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Preseason Power Rankings No. 12: Chicago Bears

Alshon Jeffery, Brandon Marshall AP

The 2013 Bears scored the second-most points in franchise history (445). Only the 1985 Bears tallied more in regular season play, putting up 456 in their bulldozing of all non-Dan Marino-led competition in a 15-1 season.

But for all of their skill on offense, the 2013 Bears were overmatched on defense, surrendering 478 points, 57 points more than any previous Chicago club had given up.

Long before the Packers’ Randall Cobb sprinted through the Chicago secondary en route to the division-clinching touchdown in the regular season finale, the Bears’ defense was broken. Chicago surrendered at least 28 points in half of its games, including 54 to Philadelphia, 45 to Washington, 42 to St. Louis and 40 to Detroit. No team allowed more yards per play than the Bears, and no team was worse against the run.

In the offseason, the Bears set out to bolster that “D,” signing two of the best available defensive ends (Lamarr Houston, Jared Allen) and drafting defensive players with four of their first five picks. On offense, the Bears tried to build continuity. They re-committed to quarterback Jay Cutler, signing him to a seven-year contract worth up to $126.7 million in January. In May, they signed wide receiver Brandon Marshall to a four-year deal worth as much as $40 million.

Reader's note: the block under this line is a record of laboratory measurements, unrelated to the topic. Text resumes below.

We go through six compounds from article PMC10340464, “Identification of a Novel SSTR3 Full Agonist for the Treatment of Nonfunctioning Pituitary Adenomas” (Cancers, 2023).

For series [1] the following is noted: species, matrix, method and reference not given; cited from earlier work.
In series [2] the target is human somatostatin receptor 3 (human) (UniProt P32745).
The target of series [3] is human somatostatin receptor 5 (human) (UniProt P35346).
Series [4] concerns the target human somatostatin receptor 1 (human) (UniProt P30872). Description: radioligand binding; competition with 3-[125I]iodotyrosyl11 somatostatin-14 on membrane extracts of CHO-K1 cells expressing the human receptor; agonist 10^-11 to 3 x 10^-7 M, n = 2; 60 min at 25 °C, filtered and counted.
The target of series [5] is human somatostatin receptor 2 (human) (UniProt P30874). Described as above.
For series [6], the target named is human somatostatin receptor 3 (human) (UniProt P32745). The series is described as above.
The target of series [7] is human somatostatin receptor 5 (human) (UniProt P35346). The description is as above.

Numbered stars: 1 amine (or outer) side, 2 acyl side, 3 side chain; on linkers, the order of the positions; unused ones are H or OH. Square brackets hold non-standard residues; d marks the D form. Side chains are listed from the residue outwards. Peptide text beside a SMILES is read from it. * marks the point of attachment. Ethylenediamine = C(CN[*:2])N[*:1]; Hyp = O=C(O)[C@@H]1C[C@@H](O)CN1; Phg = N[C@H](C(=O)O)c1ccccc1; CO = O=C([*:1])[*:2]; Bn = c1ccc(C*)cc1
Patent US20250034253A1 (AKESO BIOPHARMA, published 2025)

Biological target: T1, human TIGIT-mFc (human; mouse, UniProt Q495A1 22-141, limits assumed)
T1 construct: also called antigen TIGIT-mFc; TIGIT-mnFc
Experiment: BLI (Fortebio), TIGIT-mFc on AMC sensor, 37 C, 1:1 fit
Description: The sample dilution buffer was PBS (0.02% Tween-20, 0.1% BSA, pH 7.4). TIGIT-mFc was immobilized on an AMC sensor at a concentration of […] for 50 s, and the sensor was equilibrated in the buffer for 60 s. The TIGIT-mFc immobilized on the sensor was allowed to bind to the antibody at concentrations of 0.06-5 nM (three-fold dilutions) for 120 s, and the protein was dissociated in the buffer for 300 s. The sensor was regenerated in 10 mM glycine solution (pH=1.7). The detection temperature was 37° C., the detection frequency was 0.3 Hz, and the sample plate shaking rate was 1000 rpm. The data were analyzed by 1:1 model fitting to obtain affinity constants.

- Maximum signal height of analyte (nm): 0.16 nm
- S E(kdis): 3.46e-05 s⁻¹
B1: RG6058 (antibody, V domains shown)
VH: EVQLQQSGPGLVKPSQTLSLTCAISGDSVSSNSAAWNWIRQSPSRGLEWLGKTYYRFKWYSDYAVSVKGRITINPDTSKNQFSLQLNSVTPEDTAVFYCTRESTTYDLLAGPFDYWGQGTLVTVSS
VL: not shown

These were logical moves for Chicago. For once, it was the offense didn’t need much work. Now, the focus turns to whether the defense can provide more resistance in head coach Marc Trestman’s second season on the job.


The Bears’ 2014 offense could be one of the best the franchise has ever fielded. Marshall (100 catches, 1,295 yards, 12 TDs in 2013) and fellow starting wideout Alshon Jeffery (89-1,421-7) were Pro Bowlers a season ago, as were tailback Matt Forte (1,933 combined rushing-receiving yards) and right guard Kyle Long.